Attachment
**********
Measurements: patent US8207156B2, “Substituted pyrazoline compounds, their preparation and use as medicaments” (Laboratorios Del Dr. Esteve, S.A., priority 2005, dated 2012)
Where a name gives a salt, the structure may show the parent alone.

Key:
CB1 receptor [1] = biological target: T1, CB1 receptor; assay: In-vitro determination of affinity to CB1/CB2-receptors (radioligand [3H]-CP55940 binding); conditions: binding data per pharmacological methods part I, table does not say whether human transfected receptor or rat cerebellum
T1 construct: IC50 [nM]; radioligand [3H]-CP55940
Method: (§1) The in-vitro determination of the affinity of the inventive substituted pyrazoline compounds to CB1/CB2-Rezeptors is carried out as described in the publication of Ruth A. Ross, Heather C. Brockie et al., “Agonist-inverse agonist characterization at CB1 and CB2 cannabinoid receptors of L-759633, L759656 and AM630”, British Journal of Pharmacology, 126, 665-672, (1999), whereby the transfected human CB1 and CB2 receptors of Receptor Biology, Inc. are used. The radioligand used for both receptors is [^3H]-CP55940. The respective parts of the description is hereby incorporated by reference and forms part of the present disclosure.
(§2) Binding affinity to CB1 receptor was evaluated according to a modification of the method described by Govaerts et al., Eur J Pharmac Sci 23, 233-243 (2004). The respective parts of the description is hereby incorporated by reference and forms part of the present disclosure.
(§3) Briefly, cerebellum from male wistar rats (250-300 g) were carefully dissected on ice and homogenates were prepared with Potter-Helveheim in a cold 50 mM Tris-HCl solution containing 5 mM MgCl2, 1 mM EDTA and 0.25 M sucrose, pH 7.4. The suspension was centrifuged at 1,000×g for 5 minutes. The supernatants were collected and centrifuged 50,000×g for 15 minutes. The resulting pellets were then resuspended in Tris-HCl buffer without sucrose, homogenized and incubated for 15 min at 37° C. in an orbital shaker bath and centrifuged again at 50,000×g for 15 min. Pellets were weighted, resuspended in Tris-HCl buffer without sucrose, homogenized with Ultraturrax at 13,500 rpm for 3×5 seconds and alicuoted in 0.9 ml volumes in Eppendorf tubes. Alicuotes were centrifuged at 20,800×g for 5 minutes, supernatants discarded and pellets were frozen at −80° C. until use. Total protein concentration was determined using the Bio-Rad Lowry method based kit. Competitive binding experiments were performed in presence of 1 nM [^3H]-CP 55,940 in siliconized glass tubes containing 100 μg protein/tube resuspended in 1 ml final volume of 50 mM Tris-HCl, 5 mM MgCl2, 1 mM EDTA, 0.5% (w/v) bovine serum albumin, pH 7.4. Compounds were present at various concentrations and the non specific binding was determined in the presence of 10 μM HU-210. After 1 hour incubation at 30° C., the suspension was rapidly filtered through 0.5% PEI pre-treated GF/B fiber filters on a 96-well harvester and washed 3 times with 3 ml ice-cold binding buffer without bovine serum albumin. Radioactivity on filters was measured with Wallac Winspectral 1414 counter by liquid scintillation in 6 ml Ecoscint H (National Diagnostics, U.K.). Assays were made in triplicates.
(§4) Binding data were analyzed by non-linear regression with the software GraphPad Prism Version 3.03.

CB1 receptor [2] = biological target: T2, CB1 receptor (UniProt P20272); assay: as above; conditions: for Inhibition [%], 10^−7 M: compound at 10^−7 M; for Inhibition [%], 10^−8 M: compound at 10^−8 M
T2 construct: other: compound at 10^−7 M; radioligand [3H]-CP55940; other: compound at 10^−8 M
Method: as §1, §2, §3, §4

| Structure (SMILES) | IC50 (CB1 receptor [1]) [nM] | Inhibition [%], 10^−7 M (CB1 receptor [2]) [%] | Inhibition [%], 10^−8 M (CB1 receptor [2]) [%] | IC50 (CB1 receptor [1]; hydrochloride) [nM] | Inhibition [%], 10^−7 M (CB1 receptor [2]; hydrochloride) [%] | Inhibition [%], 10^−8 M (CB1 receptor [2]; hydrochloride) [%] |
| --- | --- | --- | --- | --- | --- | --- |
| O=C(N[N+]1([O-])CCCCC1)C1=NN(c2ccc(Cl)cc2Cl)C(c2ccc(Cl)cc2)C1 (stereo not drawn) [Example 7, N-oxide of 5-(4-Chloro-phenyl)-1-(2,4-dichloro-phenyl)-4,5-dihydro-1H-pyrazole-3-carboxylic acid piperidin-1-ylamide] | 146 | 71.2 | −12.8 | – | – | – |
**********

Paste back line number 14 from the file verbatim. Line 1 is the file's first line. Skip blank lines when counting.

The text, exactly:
| --- | --- | --- | --- | --- | --- | --- |